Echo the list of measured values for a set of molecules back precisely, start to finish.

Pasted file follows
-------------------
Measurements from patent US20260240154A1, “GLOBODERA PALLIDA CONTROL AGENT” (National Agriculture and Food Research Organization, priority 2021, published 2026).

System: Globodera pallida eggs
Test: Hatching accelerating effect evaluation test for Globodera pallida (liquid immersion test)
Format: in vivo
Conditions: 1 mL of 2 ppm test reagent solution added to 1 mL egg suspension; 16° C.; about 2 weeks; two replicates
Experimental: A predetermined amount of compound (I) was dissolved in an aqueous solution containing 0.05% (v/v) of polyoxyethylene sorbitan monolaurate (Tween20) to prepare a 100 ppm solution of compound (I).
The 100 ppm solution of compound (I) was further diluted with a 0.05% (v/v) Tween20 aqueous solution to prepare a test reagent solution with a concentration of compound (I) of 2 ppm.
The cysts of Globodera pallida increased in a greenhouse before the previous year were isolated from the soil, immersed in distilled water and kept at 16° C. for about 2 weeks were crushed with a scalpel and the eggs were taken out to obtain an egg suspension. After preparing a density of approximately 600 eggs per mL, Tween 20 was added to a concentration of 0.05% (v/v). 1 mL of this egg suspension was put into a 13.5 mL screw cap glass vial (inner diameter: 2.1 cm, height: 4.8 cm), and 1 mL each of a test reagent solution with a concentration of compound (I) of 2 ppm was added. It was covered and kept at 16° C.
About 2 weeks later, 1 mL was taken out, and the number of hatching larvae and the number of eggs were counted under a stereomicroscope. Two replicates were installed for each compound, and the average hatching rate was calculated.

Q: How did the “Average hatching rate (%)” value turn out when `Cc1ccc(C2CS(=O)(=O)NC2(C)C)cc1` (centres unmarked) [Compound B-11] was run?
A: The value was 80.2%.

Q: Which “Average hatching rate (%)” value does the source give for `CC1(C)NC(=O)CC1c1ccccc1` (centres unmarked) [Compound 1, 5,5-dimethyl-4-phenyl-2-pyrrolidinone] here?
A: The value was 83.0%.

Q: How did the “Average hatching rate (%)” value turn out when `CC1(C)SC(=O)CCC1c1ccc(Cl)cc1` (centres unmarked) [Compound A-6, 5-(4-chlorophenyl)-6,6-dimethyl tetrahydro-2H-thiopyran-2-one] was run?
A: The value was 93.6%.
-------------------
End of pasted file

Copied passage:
Measurements from patent US20260240154A1, “GLOBODERA PALLIDA CONTROL AGENT” (National Agriculture and Food Research Organization, priority 2021, published 2026).

System: Globodera pallida eggs
Test: Hatching accelerating effect evaluation test for Globodera pallida (liquid immersion test)
Format: in vivo
Conditions: 1 mL of 2 ppm test reagent solution added to 1 mL egg suspension; 16° C.; about 2 weeks; two replicates
Experimental: A predetermined amount of compound (I) was dissolved in an aqueous solution containing 0.05% (v/v) of polyoxyethylene sorbitan monolaurate (Tween20) to prepare a 100 ppm solution of compound (I).
The 100 ppm solution of compound (I) was further diluted with a 0.05% (v/v) Tween20 aqueous solution to prepare a test reagent solution with a concentration of compound (I) of 2 ppm.
The cysts of Globodera pallida increased in a greenhouse before the previous year were isolated from the soil, immersed in distilled water and kept at 16° C. for about 2 weeks were crushed with a scalpel and the eggs were taken out to obtain an egg suspension. After preparing a density of approximately 600 eggs per mL, Tween 20 was added to a concentration of 0.05% (v/v). 1 mL of this egg suspension was put into a 13.5 mL screw cap glass vial (inner diameter: 2.1 cm, height: 4.8 cm), and 1 mL each of a test reagent solution with a concentration of compound (I) of 2 ppm was added. It was covered and kept at 16° C.
About 2 weeks later, 1 mL was taken out, and the number of hatching larvae and the number of eggs were counted under a stereomicroscope. Two replicates were installed for each compound, and the average hatching rate was calculated.

Q: How did the “Average hatching rate (%)” value turn out when `Cc1ccc(C2CS(=O)(=O)NC2(C)C)cc1` (centres unmarked) [Compound B-11] was run?
A: The value was 80.2%.

Q: Which “Average hatching rate (%)” value does the source give for `CC1(C)NC(=O)CC1c1ccccc1` (centres unmarked) [Compound 1, 5,5-dimethyl-4-phenyl-2-pyrrolidinone] here?
A: The value was 83.0%.

Q: How did the “Average hatching rate (%)” value turn out when `CC1(C)SC(=O)CCC1c1ccc(Cl)cc1` (centres unmarked) [Compound A-6, 5-(4-chlorophenyl)-6,6-dimethyl tetrahydro-2H-thiopyran-2-one] was run?
A: The value was 93.6%.